The Serjeant usually had a seat in the Irish House of Commons. As a Government officeholder, he was expected to manage Parliamentary business in the Commons on the Government's behalf. Because he was a Government appointment he was liable to summary dismissal on a change of government, as happened notably in 1714. In the early centuries he was invariably a member of the Privy Council of Ireland;[3] later the Attorney-General took his place (as early as 1441 Stephen Roche, the King's Attorney, is recorded as a member of the Council).[3]

The serjeants-at-law ranked ahead of the Attorney-General for Ireland and the Solicitor-General for Ireland (who on occasion was the same person) until 1805, when the law officers took precedence, the office of Prime Serjeant being downgraded to First Serjeant, with precedence over the other two Serjeants but not the Law Officers.[8] From about 1660 onwards they were expected to consult with the Attorney General and were discouraged from acting on their own initiative: in 1692 the Prime Serjeant, John Osborne, was dismissed for repeatedly acting in opposition to Crown policy.[9] From the 1560s on the serjeants acted as "messengers" to the Irish House of Commons i.e. they were summoned to advise the House on points of law, just as the High Court judges advised the Irish House of Lords. The role of messenger lapsed around 1740.[10]

Most sixteenth-century Serjeants, including Thomas Rochfort, Thomas Luttrell, Patrick Barnewall and John Bathe, were Solicitors-General at the same time, suggesting that the latter office was both junior and not very onerous. At least one Serjeant of the era, Richard Finglas, combined the office of Serjeant with the subordinate office of Principal Solicitor for Ireland.[11]

In the seventeenth and eighteenth centuries the Serjeants often acted as extra judges of assize. Although the practice had its critics, it survived intermittently into the nineteenth century: Walter Berwick was Chairman of the East Cork Quarter Sessions from 1856 to 1859, while also serving as Serjeant, and Sir John Howley was both Serjeant-at-law and Chairman of the County Tipperary Quarter Sessions for 30 years. Howley however was criticised for what was called his "legal pluralism".[12] At least one Serjeant, Sir John Bere (1609–17), went as a judge of assize while sitting as an MP in the Parliament of 1613-15, which would be considered entirely unacceptable nowadays.[13]

Many, but not all, Serjeants went on to become judges of one of the courts of common law. Hewitt Poole Jellett followed a somewhat unusual path in that he was appointed Serjeant after retiring from office as Chairman of the Quarter Sessions for Queen's County (now County Laois) and returning to practice at the Bar. Even more surprisingly, he remained a Serjeant for life and was still in office when he was eighty-five.[5] Joseph Stock was a judge of the Irish Admiralty Court both before and during his long tenure as Serjeant (1840–51), although he was clearly only a part-time judge.[14]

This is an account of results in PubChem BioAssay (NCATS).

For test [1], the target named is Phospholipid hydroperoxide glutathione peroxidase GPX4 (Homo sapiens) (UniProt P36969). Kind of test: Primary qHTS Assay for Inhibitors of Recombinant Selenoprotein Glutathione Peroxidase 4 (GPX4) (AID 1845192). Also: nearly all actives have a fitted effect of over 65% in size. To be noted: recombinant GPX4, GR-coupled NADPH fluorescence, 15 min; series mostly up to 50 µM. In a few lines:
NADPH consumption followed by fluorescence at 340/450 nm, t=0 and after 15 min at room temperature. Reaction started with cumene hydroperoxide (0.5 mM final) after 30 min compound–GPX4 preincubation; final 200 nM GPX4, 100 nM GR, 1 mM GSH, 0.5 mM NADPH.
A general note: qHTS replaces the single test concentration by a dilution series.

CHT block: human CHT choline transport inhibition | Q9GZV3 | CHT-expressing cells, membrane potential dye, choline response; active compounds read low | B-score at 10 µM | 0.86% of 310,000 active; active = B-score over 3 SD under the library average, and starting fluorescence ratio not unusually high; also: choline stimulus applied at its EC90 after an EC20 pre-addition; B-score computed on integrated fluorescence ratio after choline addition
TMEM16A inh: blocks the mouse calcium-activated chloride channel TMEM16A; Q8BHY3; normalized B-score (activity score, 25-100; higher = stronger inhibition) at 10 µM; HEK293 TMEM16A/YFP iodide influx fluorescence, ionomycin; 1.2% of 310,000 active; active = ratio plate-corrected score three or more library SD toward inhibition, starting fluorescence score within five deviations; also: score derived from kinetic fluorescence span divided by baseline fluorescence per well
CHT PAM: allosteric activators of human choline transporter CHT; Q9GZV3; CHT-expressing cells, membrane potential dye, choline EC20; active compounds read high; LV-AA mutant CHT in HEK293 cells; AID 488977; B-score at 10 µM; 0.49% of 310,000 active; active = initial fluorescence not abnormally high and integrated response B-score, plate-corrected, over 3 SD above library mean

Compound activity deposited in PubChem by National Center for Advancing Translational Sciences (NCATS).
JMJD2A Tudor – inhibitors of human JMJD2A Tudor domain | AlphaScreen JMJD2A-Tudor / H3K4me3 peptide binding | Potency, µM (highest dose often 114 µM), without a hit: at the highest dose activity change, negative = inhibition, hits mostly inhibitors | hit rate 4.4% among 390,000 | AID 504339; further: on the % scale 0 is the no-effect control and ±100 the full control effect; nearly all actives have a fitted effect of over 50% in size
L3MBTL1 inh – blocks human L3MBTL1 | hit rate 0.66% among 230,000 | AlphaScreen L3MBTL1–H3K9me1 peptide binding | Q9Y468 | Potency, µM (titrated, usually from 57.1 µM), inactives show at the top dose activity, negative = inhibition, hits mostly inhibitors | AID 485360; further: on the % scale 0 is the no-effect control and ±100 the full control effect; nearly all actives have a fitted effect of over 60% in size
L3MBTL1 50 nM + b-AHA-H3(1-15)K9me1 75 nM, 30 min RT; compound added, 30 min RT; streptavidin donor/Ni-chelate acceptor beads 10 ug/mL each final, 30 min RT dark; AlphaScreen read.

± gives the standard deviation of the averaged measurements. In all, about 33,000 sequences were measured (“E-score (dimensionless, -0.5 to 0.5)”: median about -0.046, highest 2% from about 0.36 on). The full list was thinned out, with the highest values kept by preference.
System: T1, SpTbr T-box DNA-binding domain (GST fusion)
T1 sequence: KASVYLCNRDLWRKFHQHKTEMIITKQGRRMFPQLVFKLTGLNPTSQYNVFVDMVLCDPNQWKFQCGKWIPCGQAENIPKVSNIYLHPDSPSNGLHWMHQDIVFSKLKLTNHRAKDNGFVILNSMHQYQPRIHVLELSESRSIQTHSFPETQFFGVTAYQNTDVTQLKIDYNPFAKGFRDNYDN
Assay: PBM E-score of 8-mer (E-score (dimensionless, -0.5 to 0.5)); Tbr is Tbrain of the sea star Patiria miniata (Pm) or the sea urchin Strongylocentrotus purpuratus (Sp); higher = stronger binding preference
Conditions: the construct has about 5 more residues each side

Abolition of the office of SerjeantEdit

No serjeants were appointed after 1919, and on the establishment of the Irish Free State the rank ceased to exist. The last surviving serjeant, Alexander Sullivan, moved to England where he practised at the English Bar, and as a mark of courtesy was always addressed as Serjeant Sullivan.

King’s Serjeants, 1261–1627Edit

Prime Serjeants, 1627–1805Edit

First Serjeants, 1805–Edit

Second Serjeants, 1627–Edit

Third Serjeants, 1682–Edit


  • Casey, James The Irish Law Officers Round Hall Sweet and Maxwell 1996
  • Hart, A.R. A History of the King's Serjeants at law in Ireland Four Courts Press Dublin 2000
  • John Haydn and Horace Ockerby, The Book of Dignities, 3rd edition, London 1894 (reprinted Bath 1969)
  • Healy, Maurice, The Old Munster Circuit Michael Joseph Ltd. 1939 (reprinted Cork Merciet Press 1979)
  • Smyth, Constantine Joseph Chronicle of the Law Officers of Ireland London Butterworths 1839


  1. ^ Hart p. 14
  2. ^ Hart p.171
  3. ^ a b c d e Casey p.8
  4. ^ Hart p.30
  5. ^ a b Hart p.123
  6. ^ a b c Hart p. 13
  7. ^ Healy p.84
  8. ^ a b Haydn, p. 590
  9. ^ Hart pp.89–91
  10. ^ Hart p.62
  11. ^ Smyth p.173
  12. ^ Hart p.118
  13. ^ Hart p.50
  14. ^ Thom's Directory of Ireland 1850
  15. ^ Hart p.9
  16. ^ a b c d Haydn, p. 591
  17. ^ a b c d Haydn, p. 592
  18. ^ a b c Haydn, p. 593
  19. ^ a b c Ronan Keane, ‘Sullivan, Alexander Martin (1871–1959)’, Oxford Dictionary of National Biography, Oxford University Press, 2004 accessed 23 Sept 2012